In Brene Brown’s new book, Atlas of the Heart, she talks about the research for the book and how they took 550,000 comments from an online course and turned them into quantitative insights.
It’s a genius way of doing research because there are some questions you just can’t answer without talking to people. Still, you also want to know your data is reliable—and that’s where turning customer interviews into quantitative data comes in.
With this method, you’re pulling concrete data from the information people give you through in-person or online customer interviews. Here’s how it works.
4-part framework for turning customer interviews into quantitative data
Identify questions to ask
Asking good questions is an art, prompting people to open up and want to share. Being too formulaic will cause people to shut down and give formulaic answers. We’ve all seen surveys or questionnaires that are so dry, we just want to speed through and finish. Asking questions that draw people out is necessary for conducting effective customer interviews.
Asking good questions is also a science. You need to present every interviewee with the same questions in the same way. If you start to lead customers toward specific answers or fill in the blanks for them, the bias created will ruin your whole interview.
We recommend starting with a small set of questions that you know you want answered. Try those questions out in a few customer interviews, noticing which additional questions naturally come up. Then, add those questions to your interview bank for future calls. It’s okay to go back and interview the same people twice if you end up generating a bunch of new questions during the interview process.
Here’s an example from a set of interviews we’ve run at Interact a number of times. We ask 19 questions in the interviews, pegging them at about an hour. This list started with seven questions, but as we ran interviews, new ideas came up, bringing the total to 19. We ask each customer these same exact questions during live phone calls.
We recommend live phone calls instead of surveys because you can’t really control who is being interviewed in a survey. Plus, you’re less likely to dig deep into an answer without the back and forth of a live conversation.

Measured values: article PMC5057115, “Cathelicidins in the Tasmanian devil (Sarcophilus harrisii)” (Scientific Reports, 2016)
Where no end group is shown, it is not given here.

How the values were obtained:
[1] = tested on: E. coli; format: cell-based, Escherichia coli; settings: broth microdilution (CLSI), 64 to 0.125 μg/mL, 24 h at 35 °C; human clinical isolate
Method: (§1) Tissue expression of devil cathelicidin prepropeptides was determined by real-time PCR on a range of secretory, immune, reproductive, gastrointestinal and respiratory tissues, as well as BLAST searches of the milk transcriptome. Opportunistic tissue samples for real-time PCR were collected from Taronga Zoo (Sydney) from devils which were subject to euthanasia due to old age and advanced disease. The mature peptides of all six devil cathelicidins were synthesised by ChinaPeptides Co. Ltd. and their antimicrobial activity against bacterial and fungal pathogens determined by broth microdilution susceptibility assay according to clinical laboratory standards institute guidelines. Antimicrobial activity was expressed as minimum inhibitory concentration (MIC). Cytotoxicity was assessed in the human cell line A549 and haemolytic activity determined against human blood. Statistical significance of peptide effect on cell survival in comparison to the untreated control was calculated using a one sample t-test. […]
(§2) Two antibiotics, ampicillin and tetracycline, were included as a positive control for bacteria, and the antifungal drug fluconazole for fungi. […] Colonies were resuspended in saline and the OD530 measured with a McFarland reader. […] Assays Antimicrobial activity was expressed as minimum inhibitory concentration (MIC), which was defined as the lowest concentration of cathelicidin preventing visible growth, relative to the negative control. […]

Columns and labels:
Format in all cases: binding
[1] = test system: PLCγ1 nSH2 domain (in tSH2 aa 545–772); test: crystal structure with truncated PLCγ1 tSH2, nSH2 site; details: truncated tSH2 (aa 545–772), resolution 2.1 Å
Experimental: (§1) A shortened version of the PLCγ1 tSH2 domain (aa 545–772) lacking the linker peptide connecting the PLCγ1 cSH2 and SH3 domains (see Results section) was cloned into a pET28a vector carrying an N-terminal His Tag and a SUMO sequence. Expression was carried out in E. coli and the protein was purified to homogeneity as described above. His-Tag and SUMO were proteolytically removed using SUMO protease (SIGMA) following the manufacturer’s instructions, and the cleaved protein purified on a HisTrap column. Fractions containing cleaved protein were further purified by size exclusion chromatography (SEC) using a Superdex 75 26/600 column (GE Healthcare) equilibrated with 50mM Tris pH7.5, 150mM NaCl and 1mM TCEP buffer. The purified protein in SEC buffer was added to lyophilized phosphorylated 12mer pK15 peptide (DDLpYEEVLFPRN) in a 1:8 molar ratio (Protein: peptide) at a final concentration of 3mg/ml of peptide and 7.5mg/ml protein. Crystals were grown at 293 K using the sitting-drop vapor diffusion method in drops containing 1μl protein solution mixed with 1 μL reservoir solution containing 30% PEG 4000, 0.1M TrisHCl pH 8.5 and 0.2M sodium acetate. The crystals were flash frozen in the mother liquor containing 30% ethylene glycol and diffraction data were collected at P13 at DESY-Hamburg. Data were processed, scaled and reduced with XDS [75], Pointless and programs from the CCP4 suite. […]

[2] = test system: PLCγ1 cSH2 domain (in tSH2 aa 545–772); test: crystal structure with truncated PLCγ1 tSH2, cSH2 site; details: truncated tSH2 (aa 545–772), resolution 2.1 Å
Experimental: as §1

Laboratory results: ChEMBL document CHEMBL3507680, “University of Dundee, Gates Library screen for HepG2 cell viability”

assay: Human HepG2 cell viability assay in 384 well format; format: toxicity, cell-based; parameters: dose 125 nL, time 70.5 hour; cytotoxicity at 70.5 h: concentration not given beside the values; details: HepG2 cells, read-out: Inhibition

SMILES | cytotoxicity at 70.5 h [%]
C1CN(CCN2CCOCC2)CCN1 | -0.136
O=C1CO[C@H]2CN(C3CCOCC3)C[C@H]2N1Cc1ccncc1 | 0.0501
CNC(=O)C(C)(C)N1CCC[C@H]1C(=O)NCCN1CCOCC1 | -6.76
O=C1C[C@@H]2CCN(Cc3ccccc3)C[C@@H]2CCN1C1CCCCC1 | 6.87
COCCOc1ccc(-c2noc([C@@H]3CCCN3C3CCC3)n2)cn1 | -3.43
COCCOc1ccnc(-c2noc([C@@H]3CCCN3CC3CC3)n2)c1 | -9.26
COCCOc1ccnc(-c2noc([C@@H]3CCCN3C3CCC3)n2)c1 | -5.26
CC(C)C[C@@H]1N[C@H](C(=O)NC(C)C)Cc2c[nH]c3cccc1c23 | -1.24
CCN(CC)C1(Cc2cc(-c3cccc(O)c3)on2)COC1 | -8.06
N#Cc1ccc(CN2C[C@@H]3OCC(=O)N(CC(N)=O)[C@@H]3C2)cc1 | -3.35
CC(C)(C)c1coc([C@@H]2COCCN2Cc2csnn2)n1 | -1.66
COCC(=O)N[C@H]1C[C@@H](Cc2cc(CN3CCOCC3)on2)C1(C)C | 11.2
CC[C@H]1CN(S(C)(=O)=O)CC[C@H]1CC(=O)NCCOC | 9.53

Gather a set of customers to interview
We can talk for days about selection criteria and biases, but at its most basic, you want to select a group of people who represent the categories of customers with whom you work. You’ll need to know your customer personas, and then you can select a few customers from each persona.
You may also want to consider the following factors:
- How long has each person been a customer?
- Are they having success with your product?
- Should you talk to people who aren’t customers?
- Should you talk to people who have canceled?
You don’t have to have everything ironed out before you begin interviews. Often, we find that after a few conversations, things start to solidify, and we get clearer on who is a good fit for the research project.
Analyze customer answers
Once the interviews are done (we recommend a minimum of 15 interviews), it’s time to look for patterns in the responses, which will help you create quantitative data. In its simplest form, you’re counting instances of what people say and comparing it to the overall number of interviews you do. Then you’ll have your data.
This post on content marketing for coaches is a great example. We interviewed 30 coaches and pulled insights from their responses about what works for them in content marketing. From there, we put together a solid data-driven blog post.
Below is a screenshot of one person’s responses. We put all the responses in tabs, then compared the content of each person’s answers to develop quantitative data about the overall picture of how people are answering questions.
Fifteen customers responding similarly is a solid number to go off of. Depending on how big the decision is, some people will go up to hundreds, thousands, or more.
You’re mainly looking for patterns. As you have conversations, stick to the script and don’t lead your customers to certain answers. Listen and notice when the same answers come up over and over again.
Once information starts to pour in, you can reality check the conclusions against historical data from other companies in your industry. Look back in time at what has worked well, connect it to the present, and you have a nice gut check.
You can also check your conclusions against your intuition framework, ensuring that whatever ideas come out of your data align with what you know about your customer base already.
Putting it into practice
Next time you’re faced with a big challenge in your business—whether it’s a slow-down in growth or needing to decide on product updates—try the customer-interview-to-quantitative-data process. It will give you the benefits of qualitative research because you’re actually talking to people. It will also give you the reassurance of quantitative research and knowing you have reliable, clean data.
Here are the four steps again for reference.
- Identify questions to ask
- Gather a set of customers to interview
- Analyze customer answers
- Draw conclusions